SINGAPORE : The dollar dipped on Friday but traders were largely keeping to the sidelines in both the currency and U.S. Treasury markets as they looked to U.S. nonfarm payrolls data later in the day for potential catalysts.
Friday’s closely-watched jobs report comes on the heels of a run of resilient U.S. economic data which has reinforced the Federal Reserve’s hawkish messaging of higher-for-longer rates and sent the greenback and U.S. Treasury yields surging.
The dollar index, which earlier in the week hit a roughly 11-month high of 107.34, last settled at 106.37, but remained on track for 12 straight weeks of gains.
“There’s an element here of just taking stock ahead of what should be a very important data release,” said Rodrigo Catril, senior FX strategist at National Australia Bank.
“We’ve got to be mindful that at the moment, U.S. Treasury yields and the dollar, in particular, have been very reactive to positive data releases coming from the U.S., and therefore there’s potential for fireworks tonight.”
A broad selloff in world government bonds also stabilised on Friday, with the 30-year U.S. Treasury yield last at 4.900 per cent, after spiking above 5 per cent for the first time since 2007 earlier in the week.
Bond yields move inversely to prices.
The benchmark 10-year Treasury yield last stood at 4.7269 per cent, while the two-year yield settled at 5.0267 per cent.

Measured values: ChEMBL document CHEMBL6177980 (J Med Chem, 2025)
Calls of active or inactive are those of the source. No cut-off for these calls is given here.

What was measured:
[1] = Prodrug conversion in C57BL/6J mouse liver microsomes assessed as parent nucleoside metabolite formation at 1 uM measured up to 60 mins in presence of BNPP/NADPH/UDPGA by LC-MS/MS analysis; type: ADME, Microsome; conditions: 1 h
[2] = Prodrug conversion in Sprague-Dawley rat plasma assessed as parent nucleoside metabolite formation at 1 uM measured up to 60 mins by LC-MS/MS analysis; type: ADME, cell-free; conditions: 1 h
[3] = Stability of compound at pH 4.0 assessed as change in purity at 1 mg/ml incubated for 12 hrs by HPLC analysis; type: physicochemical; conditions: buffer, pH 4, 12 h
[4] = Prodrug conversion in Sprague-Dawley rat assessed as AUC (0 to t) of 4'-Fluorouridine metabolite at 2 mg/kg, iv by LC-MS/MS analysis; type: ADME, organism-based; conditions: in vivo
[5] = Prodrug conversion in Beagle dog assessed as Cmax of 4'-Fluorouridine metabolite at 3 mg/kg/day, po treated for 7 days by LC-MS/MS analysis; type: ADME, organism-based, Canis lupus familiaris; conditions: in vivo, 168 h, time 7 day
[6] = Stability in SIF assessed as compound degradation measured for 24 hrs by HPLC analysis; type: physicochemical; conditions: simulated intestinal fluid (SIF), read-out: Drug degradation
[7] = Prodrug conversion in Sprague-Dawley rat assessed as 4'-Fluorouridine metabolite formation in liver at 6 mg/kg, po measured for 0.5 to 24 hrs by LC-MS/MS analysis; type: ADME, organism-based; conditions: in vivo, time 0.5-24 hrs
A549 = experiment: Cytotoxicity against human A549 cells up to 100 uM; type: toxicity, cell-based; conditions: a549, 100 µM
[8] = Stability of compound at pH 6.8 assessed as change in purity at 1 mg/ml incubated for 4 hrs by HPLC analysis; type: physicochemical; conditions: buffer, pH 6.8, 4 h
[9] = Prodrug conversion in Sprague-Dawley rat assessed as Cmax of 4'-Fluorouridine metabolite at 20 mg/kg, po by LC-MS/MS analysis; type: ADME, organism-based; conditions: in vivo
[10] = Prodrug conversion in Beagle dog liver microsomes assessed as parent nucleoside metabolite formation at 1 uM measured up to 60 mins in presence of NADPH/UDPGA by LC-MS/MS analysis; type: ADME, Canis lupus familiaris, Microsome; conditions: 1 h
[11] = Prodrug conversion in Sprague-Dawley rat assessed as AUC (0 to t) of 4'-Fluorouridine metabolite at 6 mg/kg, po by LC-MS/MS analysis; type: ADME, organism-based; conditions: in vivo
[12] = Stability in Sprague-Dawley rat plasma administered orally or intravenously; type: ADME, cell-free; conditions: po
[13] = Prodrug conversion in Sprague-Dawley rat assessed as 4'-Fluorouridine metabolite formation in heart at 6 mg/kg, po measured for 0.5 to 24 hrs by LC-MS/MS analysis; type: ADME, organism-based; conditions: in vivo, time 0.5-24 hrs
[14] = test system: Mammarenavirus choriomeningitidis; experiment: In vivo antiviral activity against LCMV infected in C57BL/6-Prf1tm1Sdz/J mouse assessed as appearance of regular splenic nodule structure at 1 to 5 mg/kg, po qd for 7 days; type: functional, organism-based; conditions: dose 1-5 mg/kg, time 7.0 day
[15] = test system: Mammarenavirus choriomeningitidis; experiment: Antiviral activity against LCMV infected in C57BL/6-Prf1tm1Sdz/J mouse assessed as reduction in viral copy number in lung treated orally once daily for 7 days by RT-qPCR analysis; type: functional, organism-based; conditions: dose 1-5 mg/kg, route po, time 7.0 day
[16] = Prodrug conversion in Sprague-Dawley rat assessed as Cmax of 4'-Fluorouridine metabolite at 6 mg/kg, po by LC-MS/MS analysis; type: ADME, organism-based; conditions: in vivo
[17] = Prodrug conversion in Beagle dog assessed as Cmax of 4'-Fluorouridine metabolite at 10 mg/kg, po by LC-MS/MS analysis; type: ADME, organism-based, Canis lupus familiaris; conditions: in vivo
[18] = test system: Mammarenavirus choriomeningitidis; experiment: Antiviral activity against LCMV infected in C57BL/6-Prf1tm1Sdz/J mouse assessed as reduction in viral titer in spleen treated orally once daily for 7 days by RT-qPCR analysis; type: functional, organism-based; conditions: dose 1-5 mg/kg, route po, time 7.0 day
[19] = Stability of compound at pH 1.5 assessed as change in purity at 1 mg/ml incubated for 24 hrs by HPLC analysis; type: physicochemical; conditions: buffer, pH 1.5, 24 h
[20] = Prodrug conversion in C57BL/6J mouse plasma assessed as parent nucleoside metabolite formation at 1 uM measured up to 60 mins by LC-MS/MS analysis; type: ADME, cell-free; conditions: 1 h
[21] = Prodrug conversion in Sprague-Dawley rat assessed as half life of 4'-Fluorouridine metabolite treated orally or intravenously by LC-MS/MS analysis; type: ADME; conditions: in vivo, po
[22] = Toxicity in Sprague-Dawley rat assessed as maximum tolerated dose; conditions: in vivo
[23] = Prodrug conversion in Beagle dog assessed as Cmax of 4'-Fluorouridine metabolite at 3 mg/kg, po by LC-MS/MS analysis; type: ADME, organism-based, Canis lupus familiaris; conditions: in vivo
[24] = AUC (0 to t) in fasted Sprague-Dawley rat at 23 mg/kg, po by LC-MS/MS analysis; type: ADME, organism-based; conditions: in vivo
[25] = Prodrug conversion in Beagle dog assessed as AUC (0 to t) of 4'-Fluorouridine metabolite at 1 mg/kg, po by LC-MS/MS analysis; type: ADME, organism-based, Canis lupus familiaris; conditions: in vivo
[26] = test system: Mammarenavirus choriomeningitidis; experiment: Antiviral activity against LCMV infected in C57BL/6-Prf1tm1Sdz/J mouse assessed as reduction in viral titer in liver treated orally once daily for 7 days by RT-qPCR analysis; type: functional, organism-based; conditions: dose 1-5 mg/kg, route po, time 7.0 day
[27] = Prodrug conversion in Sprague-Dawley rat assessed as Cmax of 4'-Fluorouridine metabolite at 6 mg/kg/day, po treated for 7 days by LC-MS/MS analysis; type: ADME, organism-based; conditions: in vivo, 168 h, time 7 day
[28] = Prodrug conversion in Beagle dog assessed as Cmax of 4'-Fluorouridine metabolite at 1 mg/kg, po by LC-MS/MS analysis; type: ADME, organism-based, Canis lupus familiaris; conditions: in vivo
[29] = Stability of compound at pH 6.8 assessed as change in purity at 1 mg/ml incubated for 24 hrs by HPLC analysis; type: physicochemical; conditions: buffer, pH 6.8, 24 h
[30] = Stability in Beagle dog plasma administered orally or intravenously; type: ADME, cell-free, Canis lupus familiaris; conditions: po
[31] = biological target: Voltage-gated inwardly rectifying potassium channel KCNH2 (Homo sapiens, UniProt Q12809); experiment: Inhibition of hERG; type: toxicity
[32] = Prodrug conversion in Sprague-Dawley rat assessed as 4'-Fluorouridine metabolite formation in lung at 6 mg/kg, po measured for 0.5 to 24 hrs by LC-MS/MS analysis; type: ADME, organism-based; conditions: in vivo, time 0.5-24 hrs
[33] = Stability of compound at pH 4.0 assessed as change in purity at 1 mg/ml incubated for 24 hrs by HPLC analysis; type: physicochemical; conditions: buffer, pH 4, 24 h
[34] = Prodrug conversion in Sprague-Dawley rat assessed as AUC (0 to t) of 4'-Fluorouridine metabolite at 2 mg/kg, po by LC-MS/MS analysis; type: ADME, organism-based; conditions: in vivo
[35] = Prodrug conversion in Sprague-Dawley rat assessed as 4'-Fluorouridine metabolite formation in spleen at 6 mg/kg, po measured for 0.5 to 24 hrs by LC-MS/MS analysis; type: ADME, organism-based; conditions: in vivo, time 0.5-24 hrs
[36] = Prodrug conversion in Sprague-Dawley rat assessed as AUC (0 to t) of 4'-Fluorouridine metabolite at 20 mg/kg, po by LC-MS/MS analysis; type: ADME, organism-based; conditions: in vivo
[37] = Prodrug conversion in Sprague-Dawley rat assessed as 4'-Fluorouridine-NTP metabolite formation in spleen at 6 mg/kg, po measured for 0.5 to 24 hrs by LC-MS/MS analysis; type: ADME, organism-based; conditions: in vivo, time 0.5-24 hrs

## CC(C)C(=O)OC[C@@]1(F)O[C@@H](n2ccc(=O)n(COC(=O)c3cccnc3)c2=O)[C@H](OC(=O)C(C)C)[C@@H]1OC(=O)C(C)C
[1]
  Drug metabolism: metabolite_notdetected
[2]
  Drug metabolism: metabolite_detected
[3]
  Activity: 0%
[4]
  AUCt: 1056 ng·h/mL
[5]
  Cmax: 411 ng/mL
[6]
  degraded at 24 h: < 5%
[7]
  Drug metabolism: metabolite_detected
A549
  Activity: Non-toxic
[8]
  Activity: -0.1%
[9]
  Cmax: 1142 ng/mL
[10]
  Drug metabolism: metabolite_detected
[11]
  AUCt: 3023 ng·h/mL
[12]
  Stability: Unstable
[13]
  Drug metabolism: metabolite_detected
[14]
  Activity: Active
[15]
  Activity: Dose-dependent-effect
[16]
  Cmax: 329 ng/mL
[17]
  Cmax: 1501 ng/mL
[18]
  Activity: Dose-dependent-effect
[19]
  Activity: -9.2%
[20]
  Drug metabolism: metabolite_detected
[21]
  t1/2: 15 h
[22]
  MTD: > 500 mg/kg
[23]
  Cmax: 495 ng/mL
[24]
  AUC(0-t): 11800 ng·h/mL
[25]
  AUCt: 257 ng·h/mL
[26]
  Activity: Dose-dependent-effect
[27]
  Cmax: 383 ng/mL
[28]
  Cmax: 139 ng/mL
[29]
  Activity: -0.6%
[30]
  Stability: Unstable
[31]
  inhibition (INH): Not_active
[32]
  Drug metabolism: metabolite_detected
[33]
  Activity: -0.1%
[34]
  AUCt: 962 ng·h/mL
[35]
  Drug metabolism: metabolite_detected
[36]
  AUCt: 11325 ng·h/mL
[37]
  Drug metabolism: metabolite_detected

The pause in the dollar’s rally has also provided a much-needed reprieve for the yen, which last bought 148.48 per dollar.
Its sudden-but-brief spike of about 2 per cent to 147.30 per dollar on Tuesday stoked speculation that Japanese authorities could have intervened in the currency market to shore up the battered yen, though data from the Bank of Japan (BOJ) seemed to suggest otherwise.
“Whether the BOJ and/or (Ministry of Finance) will intervene at distinct levels … will continue to be a tease, contingent on broader currency markets and momentum,” said Vishnu Varathan, head of economics and strategy at Mizuho Bank.
“Currency traders may tease out thresholds, but should be warned to do so only cautiously.”
Elsewhere, the euro slipped 0.03 per cent to $1.0546 and was on track for a 0.25 per cent decline for the week, extending its run of losses into a 12th week.
Sterling edged 0.03 per cent lower to $1.2188 and was likewise headed for five straight weeks of losses, struggling against a dominant dollar.
“The backdrop remains one in which the Fed is sticking its hawkish neck out much further than the European Central Bank, Bank of England, Reserve Bank of Australia (and the) BOJ,” said Thierry Wizman, Macquarie’s global FX and interest rates strategist.
The Australian dollar fell 0.05 per cent to $0.6367, while the New Zealand dollar gained 0.11 per cent to $0.59695, after both Antipodean currencies tumbled earlier in the week on the back of their respective central bank decisions.
The RBA on Tuesday held interest rates steady for a fourth month, with the Reserve Bank of New Zealand following suit a day after, both in line with expectations, though their messaging came in less hawkish than expected.
The Aussie was eyeing a weekly drop of more than 1 per cent, while the kiwi was headed for a more than 0.5 per cent fall.